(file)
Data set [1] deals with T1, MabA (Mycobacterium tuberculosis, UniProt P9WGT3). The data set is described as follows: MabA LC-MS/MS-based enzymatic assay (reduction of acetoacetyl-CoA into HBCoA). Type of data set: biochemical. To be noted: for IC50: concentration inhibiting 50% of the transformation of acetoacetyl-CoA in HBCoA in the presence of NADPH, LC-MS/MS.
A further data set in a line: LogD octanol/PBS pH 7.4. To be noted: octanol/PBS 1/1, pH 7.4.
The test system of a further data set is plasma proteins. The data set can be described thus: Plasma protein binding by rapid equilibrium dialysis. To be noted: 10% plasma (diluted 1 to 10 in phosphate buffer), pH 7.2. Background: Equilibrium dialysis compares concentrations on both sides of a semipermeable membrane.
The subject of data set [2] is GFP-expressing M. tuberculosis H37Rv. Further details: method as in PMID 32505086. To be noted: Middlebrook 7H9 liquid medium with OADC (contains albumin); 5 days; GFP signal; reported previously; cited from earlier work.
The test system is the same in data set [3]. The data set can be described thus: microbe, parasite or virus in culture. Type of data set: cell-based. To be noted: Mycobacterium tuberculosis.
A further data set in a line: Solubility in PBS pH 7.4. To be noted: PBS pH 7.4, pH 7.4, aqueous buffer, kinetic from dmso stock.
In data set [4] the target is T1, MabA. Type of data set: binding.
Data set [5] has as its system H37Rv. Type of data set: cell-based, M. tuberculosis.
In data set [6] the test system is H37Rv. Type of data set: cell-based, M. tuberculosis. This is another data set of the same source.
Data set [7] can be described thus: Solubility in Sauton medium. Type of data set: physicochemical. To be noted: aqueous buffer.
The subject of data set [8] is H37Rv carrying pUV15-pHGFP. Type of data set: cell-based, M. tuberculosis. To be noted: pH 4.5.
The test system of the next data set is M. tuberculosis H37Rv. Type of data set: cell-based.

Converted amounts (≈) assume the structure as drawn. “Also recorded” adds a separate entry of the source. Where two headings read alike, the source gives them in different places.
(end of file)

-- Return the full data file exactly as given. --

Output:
Data set [1] deals with T1, MabA (Mycobacterium tuberculosis, UniProt P9WGT3). The data set is described as follows: MabA LC-MS/MS-based enzymatic assay (reduction of acetoacetyl-CoA into HBCoA). Type of data set: biochemical. To be noted: for IC50: concentration inhibiting 50% of the transformation of acetoacetyl-CoA in HBCoA in the presence of NADPH, LC-MS/MS.
A further data set in a line: LogD octanol/PBS pH 7.4. To be noted: octanol/PBS 1/1, pH 7.4.
The test system of a further data set is plasma proteins. The data set can be described thus: Plasma protein binding by rapid equilibrium dialysis. To be noted: 10% plasma (diluted 1 to 10 in phosphate buffer), pH 7.2. Background: Equilibrium dialysis compares concentrations on both sides of a semipermeable membrane.
The subject of data set [2] is GFP-expressing M. tuberculosis H37Rv. Further details: method as in PMID 32505086. To be noted: Middlebrook 7H9 liquid medium with OADC (contains albumin); 5 days; GFP signal; reported previously; cited from earlier work.
The test system is the same in data set [3]. The data set can be described thus: microbe, parasite or virus in culture. Type of data set: cell-based. To be noted: Mycobacterium tuberculosis.
A further data set in a line: Solubility in PBS pH 7.4. To be noted: PBS pH 7.4, pH 7.4, aqueous buffer, kinetic from dmso stock.
In data set [4] the target is T1, MabA. Type of data set: binding.
Data set [5] has as its system H37Rv. Type of data set: cell-based, M. tuberculosis.
In data set [6] the test system is H37Rv. Type of data set: cell-based, M. tuberculosis. This is another data set of the same source.
Data set [7] can be described thus: Solubility in Sauton medium. Type of data set: physicochemical. To be noted: aqueous buffer.
The subject of data set [8] is H37Rv carrying pUV15-pHGFP. Type of data set: cell-based, M. tuberculosis. To be noted: pH 4.5.
The test system of the next data set is M. tuberculosis H37Rv. Type of data set: cell-based.

Converted amounts (≈) assume the structure as drawn. “Also recorded” adds a separate entry of the source. Where two headings read alike, the source gives them in different places.